The detection of single-molecule fluorescence is a key technique for numerous applications in biomedicines including DNA sequencing, diagnostics, and molecular biology. Unfortunately, the detection volume is limited to femtolitre (10-15) in conventional diffraction-limited optics. In addition, the concentration of molecules has to be limited to pico- or nano-molar, so that on average only one molecule is excited inside the diffraction-limited optical spot. This concentration level is far below the micromolar range where many biologically relevant processes occur. Such a limitation can be overcome by using the so-called zero-mode waveguide (ZMW) where the light field is mainly confined at the bottom of the ZMW, acting as small reaction chambers. The metal film blocks the illuminating light so that only the molecule located at bottom of the ZMW can be excited and detected while leaving other molecules unaffected. The ZMW allows reduction of the observation volume by 3 to 6 orders of magnitude, from 10-15(with a standard confocal microscope) to 10-18 - 10-21 liter, allowing for single-molecule detection. The ZMW structures are commonly fabricated on Al film with light field well confined at bottom but with less field enhancement at visible spectrum compared with that using silver (Ag) or gold (Au). The poor performance for field enhancement further limits the fluorescence emission of a molecule inside these structures according to the optical reciprocity.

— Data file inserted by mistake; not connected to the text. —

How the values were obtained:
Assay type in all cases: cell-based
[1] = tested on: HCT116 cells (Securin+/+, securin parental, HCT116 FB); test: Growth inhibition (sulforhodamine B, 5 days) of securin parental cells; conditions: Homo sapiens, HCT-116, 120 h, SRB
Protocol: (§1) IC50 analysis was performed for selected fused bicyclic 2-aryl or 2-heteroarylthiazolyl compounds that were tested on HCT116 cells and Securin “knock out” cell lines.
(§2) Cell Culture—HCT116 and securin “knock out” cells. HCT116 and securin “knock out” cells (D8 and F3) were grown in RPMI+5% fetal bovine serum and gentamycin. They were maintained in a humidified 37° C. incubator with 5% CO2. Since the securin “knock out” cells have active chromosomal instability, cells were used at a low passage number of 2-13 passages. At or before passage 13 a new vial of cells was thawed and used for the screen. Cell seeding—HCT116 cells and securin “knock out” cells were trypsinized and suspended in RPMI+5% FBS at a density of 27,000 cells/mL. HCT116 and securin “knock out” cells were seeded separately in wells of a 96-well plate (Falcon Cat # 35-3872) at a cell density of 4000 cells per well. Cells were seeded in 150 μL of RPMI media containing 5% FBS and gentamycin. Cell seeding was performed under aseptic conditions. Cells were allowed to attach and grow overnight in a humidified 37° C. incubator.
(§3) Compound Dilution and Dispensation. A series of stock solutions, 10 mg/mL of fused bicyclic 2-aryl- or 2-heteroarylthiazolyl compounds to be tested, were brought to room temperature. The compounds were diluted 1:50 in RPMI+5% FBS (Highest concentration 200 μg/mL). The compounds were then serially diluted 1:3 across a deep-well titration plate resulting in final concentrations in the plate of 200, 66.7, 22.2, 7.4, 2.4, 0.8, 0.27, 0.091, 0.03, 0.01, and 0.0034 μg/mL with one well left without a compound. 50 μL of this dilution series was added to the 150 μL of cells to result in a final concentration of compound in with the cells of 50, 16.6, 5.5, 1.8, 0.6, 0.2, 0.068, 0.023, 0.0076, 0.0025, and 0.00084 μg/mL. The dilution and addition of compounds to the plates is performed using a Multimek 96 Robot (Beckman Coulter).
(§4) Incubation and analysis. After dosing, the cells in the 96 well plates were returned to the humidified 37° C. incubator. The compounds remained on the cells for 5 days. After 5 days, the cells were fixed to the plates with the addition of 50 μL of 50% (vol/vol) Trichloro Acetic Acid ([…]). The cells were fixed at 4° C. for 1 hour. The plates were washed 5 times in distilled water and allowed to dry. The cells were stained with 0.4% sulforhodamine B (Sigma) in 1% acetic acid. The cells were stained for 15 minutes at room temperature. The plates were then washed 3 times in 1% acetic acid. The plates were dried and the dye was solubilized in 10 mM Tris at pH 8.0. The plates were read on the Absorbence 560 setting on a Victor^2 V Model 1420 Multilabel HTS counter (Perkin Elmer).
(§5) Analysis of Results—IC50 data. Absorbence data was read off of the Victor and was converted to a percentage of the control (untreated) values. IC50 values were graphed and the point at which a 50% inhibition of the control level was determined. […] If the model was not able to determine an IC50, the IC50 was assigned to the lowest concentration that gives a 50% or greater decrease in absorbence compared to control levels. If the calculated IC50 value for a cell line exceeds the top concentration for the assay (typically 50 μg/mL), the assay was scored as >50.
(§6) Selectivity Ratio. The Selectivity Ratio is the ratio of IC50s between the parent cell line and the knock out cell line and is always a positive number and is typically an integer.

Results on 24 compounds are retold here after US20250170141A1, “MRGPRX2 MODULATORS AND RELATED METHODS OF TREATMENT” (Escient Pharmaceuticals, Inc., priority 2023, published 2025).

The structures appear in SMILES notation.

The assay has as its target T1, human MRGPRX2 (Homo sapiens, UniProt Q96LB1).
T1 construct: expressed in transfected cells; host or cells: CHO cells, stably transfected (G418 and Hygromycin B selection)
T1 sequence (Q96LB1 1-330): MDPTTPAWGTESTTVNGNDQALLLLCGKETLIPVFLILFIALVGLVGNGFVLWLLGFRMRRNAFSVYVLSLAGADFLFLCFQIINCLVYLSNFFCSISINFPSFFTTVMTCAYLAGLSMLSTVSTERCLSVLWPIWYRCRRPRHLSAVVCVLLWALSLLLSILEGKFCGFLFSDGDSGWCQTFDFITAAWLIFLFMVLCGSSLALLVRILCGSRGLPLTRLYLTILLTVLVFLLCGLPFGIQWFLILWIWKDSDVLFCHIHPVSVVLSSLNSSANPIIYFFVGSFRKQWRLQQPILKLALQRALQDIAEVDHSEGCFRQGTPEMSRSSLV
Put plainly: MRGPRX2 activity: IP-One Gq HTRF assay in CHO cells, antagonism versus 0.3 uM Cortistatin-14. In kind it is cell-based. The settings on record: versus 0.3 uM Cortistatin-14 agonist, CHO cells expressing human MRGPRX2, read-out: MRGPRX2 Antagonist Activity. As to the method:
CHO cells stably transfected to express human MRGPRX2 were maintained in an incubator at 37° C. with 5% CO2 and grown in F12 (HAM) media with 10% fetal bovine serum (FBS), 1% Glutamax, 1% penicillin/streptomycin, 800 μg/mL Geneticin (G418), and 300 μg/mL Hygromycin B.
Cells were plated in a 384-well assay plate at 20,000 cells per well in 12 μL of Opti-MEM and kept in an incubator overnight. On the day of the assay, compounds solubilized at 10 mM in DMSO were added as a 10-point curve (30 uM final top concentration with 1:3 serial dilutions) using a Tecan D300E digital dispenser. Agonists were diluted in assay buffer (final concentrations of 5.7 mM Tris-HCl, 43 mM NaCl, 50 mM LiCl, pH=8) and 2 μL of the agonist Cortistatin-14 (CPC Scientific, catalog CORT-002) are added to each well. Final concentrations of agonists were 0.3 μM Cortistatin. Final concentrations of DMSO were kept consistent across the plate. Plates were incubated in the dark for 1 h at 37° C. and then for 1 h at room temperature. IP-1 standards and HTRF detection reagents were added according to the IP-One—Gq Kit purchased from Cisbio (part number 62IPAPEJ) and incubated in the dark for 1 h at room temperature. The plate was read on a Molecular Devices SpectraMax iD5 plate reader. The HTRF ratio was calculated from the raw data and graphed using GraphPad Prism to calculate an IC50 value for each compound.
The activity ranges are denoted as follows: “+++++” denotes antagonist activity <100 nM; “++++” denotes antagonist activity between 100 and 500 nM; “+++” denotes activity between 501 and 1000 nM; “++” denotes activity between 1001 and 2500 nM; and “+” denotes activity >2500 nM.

We designed a heterogeneous optical slot antenna (OSA) that is capable of detecting single molecule in solutions at high concentrations. The heterogeneous OSA is compose of a rectangular nanoslot fabricated on heterogeneous metallic films that are formed by sequential deposition of gold and aluminum on a glass substrate. The rectangular nanoslot gives rise to large field and fluorescence enhancement for single molecules. The near-field intensity inside a heterogeneous OSA is 170 times larger than that inside an aluminum zero-mode waveguide (ZMW), and the fluorescence emission rate of a molecule inside the heterogeneous OSA is 70 times higher than that of the molecule in free space. The proposed heterogeneous OSA enables excellent balance between performance and cost. The design takes into account the practical experimental conditions so that the parameters chosen in the simulation are well within the reach of current nano-fabrication technologies. Our results can be used as a direct guidance for designing high-performance, low-cost plasmonic nanodevices for the study of bio-molecule and enzyme dynamics at the single-molecule level.